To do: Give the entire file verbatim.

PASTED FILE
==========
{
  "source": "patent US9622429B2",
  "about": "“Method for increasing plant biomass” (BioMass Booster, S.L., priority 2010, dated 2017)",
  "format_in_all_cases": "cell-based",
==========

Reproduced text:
{
  "source": "patent US9622429B2",
  "about": "“Method for increasing plant biomass” (BioMass Booster, S.L., priority 2010, dated 2017)",
  "format_in_all_cases": "cell-based",